Hi, it's Mia Armonde here to talk to you about family dentistry. As my small family grew into a large one, I found myself at the dental office on a regular basis. Every six months, the kids would go into the dentist for a cleaning or repairs to their teeth. During that time, I took an interest in the various ways the dental tools were evolving. Tools used in the dental industry have grown in leaps and bounds in the last few decades. For example, my kids went from hearing the dental drill to wearing headphones that completely canceled out the sound. Each time we go back into the dentist, I take a close look at the improvements that have arisen since the last visit. The results are astounding. I will cover my findings on this site, so you can also enjoy the improvements to dental tools and techniques.
If your child's adult incisors are coming in, you may notice that these teeth look bumpy, serrated, or even chipped. Unless your child was involved in an accident that you're unaware of, there's actually no cause for concern. These bumps are called dental mamelons and are totally normal. Read on to learn what they are, what they say about your child's orthodontic situation, and how they can be removed.
What Are Mamelons?
When your child's adult incisors start to form underneath gum tissue, cells such as odontoblasts develop three different lobes. As a tooth develops, the lobes merge together and develop into enamel and dentin. However, on the tops of incisors, you can still see evidence of three separate lobes (mamelons), even though the rest of the tooth is joined together.
How Are They Used in Orthodontic Diagnosis?
You may have noticed these bumps on your children's teeth because adults typically don't have them. Since mamelons are thin and uneven, they tend to wear away as you use your teeth for chewing. Don't worry, this isn't a bad thing. Your child's enamel won't be damaged and they won't get cavities from the mamelon's natural wear.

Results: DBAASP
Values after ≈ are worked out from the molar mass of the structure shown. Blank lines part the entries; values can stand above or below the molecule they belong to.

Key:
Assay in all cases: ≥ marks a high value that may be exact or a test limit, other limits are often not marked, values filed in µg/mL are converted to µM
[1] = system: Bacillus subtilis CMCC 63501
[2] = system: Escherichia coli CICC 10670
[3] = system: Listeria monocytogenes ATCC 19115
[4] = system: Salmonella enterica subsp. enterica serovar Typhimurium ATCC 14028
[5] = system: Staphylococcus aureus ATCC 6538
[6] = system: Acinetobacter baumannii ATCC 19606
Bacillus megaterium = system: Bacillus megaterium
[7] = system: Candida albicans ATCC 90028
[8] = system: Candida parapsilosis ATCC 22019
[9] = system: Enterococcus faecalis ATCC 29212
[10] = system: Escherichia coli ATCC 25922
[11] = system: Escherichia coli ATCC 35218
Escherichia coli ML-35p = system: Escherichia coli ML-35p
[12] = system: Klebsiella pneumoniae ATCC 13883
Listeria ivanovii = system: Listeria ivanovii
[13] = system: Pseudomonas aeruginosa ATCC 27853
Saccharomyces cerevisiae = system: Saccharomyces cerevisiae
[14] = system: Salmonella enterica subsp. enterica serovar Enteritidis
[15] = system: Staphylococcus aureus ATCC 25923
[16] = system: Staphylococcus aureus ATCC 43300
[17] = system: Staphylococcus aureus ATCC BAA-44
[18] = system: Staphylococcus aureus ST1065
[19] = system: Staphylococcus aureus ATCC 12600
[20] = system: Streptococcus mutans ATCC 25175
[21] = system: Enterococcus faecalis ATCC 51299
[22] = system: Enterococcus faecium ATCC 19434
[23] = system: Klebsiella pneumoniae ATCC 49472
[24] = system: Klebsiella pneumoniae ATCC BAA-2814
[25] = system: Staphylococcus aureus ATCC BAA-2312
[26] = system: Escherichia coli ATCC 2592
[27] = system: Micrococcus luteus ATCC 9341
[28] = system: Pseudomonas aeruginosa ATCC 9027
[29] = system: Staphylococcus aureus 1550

One thing to keep in mind though, is that mamelons can show you and your dentist if your child's teeth are properly aligned. If mamelons have worn off on one side and not the other, your child may have some malocclusion or jaw issue. Some teens and young adults still have their mamelons because of an overbite. Since their front teeth don't touch, the mamelons never wear away.
If you notice mamelons in an older child, you may want to ask a dentist about possible orthodontic treatment.
How Are They Removed?
Again, mamelons are harmless; but, some people don't like their unevenness and decide to remove them for cosmetic reasons.
If your child is self-conscious and doesn't want to wait, the orthodontist can easily remove them down in one sitting. This process is a lighter version of tooth shaping and contouring. Like that procedure, your child will not need anesthetic. The dentist will use a sanding drill to even things out. Your child may feel a tickling sensation as the dentist works, but the procedure doesn't hurt. If your child's teeth are particularly sensitive, then this may take more than one appointment.
If your child is receiving orthodontic treatment, those corrections should help the front teeth line up. Once the teeth are in proper placement, the mamelons will wear down naturally. Some orthodontists may include this service free of charge if you've already invested in orthodontic appliances.
For more information, contact Bracker Susan or a similar dental professional.Share
24 February 2015